A reader contacted me recently and asked me about fixing dents on teak furniture. She had read my other blogs on cleaning and protecting teak and wanted my opinion on this topic. I knew that there was information online so rather than reinvent the wheel, I planned to simply send her some links to read. Sure enough, there were several sites that gave information on how to do this but what bothered me is that there was little information on when you should not use those techniques.
I have added the links at the bottom of this post so you can check them out for yourself but here are some tips on what not to do, especially for antique furniture:
1. Don’t use those wax crayons that home improvement centres sell. They come in different colours and are supposed to fill scratches and yes, they do, but you can’t put a finish over the top since wax resists pretty much everything you put on it. The texture is different and as soon as you look at a surface with even a bit of light, the “repair” will be glaringly obvious.
2. Leave the hot wax stick repairs (as seen in one video) to the professional restorers, unless it’s a piece of furniture that you want to practice on.
3. Most of the techniques involve putting water on the dent and yes, this works – in some cases. Think of wood as a bunch of hollow wooden straws of different lengths placed parallel to each other. (Forget for the moment that straws are plastic for this explanation). Imagine what would happen if you struck the surface of the straws – the straws would be crushed. Repeatedly putting a small amount of water plus heat from an iron on the straws would make them expand until they are their original size. Great! Now, imagine that you have a layer of plastic over the straws. How would the water reach them? This is what happens when you try to use that technique with furniture that has a finish.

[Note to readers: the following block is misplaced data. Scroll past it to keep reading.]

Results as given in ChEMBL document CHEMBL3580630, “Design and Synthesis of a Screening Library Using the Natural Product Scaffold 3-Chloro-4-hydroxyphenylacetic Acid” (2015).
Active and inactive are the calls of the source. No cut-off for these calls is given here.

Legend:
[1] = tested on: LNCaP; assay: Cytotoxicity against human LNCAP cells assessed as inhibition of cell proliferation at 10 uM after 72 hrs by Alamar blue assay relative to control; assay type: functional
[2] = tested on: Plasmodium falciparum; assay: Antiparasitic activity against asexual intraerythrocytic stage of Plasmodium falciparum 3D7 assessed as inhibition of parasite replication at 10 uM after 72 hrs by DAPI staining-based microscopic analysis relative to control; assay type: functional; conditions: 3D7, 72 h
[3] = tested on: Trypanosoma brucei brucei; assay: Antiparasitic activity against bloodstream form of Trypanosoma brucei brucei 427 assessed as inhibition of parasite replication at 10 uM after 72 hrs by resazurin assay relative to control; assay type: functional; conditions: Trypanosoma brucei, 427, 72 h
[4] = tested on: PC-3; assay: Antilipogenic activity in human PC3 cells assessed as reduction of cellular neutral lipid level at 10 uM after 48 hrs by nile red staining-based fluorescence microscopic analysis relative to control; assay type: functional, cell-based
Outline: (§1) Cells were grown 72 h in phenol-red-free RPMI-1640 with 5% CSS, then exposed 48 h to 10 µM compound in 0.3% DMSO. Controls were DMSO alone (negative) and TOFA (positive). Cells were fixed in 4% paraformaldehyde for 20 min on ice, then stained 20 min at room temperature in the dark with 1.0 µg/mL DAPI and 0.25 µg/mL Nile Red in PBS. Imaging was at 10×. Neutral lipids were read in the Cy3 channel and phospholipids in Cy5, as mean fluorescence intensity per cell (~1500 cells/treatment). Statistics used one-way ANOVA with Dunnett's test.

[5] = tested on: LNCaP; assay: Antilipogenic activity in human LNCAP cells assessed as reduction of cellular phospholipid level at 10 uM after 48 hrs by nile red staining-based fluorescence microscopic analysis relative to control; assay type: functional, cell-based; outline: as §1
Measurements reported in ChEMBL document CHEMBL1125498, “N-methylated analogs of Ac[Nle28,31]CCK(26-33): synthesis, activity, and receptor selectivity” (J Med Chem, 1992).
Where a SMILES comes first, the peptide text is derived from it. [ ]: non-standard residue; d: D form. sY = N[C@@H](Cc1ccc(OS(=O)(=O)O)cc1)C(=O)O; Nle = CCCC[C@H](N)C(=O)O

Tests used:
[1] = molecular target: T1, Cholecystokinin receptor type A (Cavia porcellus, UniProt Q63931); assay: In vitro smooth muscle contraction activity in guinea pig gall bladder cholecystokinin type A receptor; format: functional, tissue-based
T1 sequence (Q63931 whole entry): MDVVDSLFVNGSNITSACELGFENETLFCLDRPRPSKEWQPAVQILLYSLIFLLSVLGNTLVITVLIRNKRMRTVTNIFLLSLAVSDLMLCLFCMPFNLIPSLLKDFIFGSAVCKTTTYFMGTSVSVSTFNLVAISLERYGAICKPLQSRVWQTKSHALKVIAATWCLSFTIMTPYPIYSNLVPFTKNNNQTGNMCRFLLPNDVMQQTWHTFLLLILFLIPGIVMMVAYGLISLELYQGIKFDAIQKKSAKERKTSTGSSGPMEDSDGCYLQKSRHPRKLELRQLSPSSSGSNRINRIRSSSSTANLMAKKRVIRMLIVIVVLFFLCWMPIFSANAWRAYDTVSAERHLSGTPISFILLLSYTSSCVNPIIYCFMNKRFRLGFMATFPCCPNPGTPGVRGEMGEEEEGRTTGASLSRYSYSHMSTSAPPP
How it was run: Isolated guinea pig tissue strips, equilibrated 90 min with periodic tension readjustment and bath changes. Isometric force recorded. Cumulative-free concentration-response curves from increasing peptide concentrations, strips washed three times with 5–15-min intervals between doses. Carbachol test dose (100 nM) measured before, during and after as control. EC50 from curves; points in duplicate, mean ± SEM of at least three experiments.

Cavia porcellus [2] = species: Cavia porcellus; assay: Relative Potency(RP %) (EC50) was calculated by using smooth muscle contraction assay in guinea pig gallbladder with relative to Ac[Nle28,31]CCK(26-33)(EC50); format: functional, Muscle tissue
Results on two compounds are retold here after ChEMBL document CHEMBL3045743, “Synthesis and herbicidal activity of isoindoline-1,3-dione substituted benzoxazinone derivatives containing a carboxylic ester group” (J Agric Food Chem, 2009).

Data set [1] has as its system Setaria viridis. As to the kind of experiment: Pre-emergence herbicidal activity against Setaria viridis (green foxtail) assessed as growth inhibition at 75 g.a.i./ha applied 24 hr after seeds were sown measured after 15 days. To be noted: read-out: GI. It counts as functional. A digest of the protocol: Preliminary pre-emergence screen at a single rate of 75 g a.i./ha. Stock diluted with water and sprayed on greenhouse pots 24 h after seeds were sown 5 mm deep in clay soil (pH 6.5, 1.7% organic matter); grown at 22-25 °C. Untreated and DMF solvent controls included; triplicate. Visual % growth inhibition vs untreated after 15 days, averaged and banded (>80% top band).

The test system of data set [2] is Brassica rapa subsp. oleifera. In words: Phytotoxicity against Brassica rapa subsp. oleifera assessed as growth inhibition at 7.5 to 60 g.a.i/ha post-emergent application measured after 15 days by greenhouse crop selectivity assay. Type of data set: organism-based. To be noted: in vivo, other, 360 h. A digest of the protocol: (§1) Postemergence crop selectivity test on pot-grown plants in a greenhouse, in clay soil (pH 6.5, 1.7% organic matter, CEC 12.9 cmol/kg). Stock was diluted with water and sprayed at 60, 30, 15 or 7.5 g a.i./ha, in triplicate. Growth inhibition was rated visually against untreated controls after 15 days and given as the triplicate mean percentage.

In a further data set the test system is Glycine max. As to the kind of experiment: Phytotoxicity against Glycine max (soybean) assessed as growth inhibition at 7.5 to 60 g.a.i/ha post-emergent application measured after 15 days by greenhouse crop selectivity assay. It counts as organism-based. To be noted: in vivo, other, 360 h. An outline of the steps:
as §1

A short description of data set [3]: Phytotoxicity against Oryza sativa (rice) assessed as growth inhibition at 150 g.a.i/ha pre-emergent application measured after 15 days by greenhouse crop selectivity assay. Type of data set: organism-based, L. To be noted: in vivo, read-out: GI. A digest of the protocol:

4. To be safe, you must test the finish that is on your furniture – especially antique furniture. Your piece may have been lacquered or French-polished and putting water and heat on its surface may very well ruin the piece. If the furniture is valuable to you – monetarily or sentimentally, then get a professional to do it. You are paying for their knowledge.(see link below for how to determine your finish. Remember to test your piece in a very inconspicuous spot.
5.As far as teak furniture goes, it really depends on the number of times that a teak oil finish has been applied to it. If it has been done many times I would expect the wood to resist water. I might be tempted to try the alcohol trick but I’d be concerned about the effect of a flame on the finish around the damaged part.
6. If you plan to paint the piece of furniture go ahead and fill the indentation with wood putty, but don’t use this technique for stained finishes unless you use the powdered filler that can be mixed with stain that matches your furniture. Some sites tell you to use sawdust and glue to make your own filler which is fine, but only for painted finishes.
Dents are not easily repaired if they are on finished wood. Another alternative is to remove the finish altogether and try the bare wood with water and heat technique. Sanding will remove any patina that may have built up on its surface so you may have to stain the top to match the rest of the furniture. I have used this technique when the finish was easily removable. I wouldn’t even attempt this with contemporary furniture. If your furniture has a urethane finish, which is essentially a coating of plastic, it is possible that you will have to learn to like doilies to hide the mark.